To paint with effect, it is of the first consequence to have the brushes well selected, and of the best quality that can be procured. They are of various kinds: - of hog-hair, sable, badger, fitch, and goat-hair. Of these, the most useful are the hog-hair, sable, and badger brushes. The black fitch and white goat-hair are but seldom used, as the sable and hog tool will effect all that can be done by the former. Nothing can be superior to a well-made, fine, white bristle tool, in larger work; or to a good red sable for details.

Hog-Hair Tools

These brushes are made both round and flat. Flat hog-hair are generally more useful than round ones; they are preferred, as assisting in giving a squareness and crispness of touch. They should be strongly and neatly made; and in selecting them be sure that the hair has not been cut at the points, for this is sometimes done with inferior brushes; but such brushes have an unpleasant and coarse touch, laying on the colour in a scratchy manner. It will be found to be a good test, if they be made of a very fine silky-looking hair, and be very soft to the, touch. They should however be firm, yet elastic; springing back to their form after being pressed laterally upon the hand. Lastly, the shape should be fiat and wedgelike, without straggling or diverging hairs. Let the handle be of cedar, and polished; the cedar is pleasant and light to hold, and being polished is easily cleaned. The old white pine handles, sooner becoming ingrained with colour, are both dirty and disagreeable to work with.

Sable Brushes

The observations regarding hog-hair tools will apply to the sable tools; but these latter should have the additional property of coming to a fine, yet firm point. Be careful in choosing sable brushes, the hair of which is of a pale yellowish cast; and see that the brush is firm, and that it springs well to its point. The round sable tool is as serviceable as the flat one, and is used in working the finishing parts of a painting. Round brushes in quills, known by the name of sable pencils, are also applicable to the same purpose. Pencils that bag or swell where the hair is inserted in the quill, or the hairs of which diverge and form several points, are worthless.

Badger Tools are of various sizes; and. the hair, instead of coming to a close end or point, as in other brushes, diverges or spreads out, after the manner of a dusting brush. When good, the hair is long, light, and pliant, of a reddish brown or black, with clean white ends. The chief use of the badger tool is to soften or sweeten broad tints, such as skies, water, distances, and the like; it is a very valuable assistant to the young painter; but must be used with caution, because its injudicious use frequently destroys forms, and produces woolliness. If the badger tools be much employed on a large surface of colour, the points of the hair frequently become so loaded with colour, that it is necessary to clean often. This is best done by pinching up the brush rather tightly at the ends, and wiping it on a clean rag. The brush is thus kept free from colour during the progress of the work, which might otherwise be sullied and deteriorated in the purity of its tones. The badger brush is also useful to the landscape painter, for carrying minute points of colour into those wet parts of the work which require to be lightened, enriched, or varied.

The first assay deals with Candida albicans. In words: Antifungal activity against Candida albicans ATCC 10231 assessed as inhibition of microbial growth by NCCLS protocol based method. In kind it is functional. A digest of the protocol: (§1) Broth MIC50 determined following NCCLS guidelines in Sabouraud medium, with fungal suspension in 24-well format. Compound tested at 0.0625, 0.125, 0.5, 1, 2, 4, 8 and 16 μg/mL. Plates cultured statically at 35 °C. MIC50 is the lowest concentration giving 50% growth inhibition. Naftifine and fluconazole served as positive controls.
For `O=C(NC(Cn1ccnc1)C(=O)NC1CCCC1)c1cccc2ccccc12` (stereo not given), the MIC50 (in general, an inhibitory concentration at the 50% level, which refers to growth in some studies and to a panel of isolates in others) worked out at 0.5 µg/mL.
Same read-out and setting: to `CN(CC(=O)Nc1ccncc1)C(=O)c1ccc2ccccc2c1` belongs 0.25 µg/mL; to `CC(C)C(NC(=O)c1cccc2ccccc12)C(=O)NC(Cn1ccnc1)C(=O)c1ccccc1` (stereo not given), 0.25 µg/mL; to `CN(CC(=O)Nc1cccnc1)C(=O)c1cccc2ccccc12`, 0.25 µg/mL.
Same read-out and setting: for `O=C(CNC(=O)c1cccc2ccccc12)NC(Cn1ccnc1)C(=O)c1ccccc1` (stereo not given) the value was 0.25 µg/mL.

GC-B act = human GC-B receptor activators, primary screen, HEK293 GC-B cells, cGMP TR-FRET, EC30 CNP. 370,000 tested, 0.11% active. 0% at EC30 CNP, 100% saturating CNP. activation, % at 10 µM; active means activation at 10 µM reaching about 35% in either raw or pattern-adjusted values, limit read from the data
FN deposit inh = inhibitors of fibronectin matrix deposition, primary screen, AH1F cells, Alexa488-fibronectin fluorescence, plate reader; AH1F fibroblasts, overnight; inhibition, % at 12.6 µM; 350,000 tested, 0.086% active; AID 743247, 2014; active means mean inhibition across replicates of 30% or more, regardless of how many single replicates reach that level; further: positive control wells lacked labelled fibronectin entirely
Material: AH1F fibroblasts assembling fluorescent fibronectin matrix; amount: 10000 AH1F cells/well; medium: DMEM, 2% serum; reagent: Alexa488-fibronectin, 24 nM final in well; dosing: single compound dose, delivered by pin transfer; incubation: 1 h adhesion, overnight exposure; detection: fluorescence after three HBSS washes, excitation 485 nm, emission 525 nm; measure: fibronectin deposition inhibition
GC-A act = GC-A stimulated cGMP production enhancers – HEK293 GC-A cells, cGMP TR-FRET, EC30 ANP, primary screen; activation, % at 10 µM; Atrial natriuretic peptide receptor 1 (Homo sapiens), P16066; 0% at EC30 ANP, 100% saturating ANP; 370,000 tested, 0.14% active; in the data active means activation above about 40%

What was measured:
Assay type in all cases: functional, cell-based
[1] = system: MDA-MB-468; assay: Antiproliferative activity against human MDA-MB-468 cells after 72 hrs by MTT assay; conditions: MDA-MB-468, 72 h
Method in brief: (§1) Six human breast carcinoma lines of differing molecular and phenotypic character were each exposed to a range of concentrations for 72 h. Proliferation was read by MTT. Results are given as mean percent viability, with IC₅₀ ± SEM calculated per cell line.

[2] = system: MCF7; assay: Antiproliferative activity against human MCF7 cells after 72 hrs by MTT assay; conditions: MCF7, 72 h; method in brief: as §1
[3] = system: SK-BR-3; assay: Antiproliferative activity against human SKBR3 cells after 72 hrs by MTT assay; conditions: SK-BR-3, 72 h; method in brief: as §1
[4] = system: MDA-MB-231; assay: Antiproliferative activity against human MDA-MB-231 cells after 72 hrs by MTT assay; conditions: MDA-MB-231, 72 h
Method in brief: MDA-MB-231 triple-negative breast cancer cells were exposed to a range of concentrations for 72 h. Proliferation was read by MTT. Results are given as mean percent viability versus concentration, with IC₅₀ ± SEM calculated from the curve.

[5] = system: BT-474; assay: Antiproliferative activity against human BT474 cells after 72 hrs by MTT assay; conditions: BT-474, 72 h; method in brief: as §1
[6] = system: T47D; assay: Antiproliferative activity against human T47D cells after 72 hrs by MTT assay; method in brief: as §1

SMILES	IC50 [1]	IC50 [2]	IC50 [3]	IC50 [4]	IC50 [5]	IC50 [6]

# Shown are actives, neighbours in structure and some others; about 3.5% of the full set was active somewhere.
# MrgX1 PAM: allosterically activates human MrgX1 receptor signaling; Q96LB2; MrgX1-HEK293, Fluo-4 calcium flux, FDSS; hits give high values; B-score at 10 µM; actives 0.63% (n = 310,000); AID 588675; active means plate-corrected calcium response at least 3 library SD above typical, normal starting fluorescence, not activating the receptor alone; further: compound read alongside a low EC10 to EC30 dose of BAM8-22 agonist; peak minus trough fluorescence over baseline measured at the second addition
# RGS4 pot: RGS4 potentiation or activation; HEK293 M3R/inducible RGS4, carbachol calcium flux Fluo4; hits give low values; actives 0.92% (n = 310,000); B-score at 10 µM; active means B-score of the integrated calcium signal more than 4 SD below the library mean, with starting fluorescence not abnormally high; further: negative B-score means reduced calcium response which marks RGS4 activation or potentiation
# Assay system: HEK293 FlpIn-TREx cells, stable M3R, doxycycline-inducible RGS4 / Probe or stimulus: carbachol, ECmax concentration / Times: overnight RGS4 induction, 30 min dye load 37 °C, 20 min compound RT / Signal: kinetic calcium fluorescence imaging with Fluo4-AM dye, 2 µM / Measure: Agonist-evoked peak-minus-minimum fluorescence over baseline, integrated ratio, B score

Cleaning Brushes

All brushes, after being used, should be carefully cleaned. This is best effected by immersing the hair of the brushes in a little raw linseed oil; the oil should afterwards be washed out with soap and warm water, till the froth which is made by rubbing the brushes on the palm of the hand is perfectly colourless. The brushes should next be rinsed in clean water, and the water pressed out by a clean towel. The hair should then be laid straight and smooth, and each brush restored to its proper shape, by passing it between the finger and thumb, before it is left to dry. Care should be taken not to break the hair by too violent rubbing, as that would render the brushes useless. Many painters use turpentine instead of linseed oil in the cleaning of brushes; it effects the object more quickly, but the only use of turpentine that should be permitted, is to rinse the brushes in it slightly, when it is required to clean them quickly; on no account should they be permitted to remain soaking in the turpentine, as this practice is certain to injure the brushes, rendering the hair harsh and intractable, and frequently dissolving the cement by which the hair is held in the socket of the handle.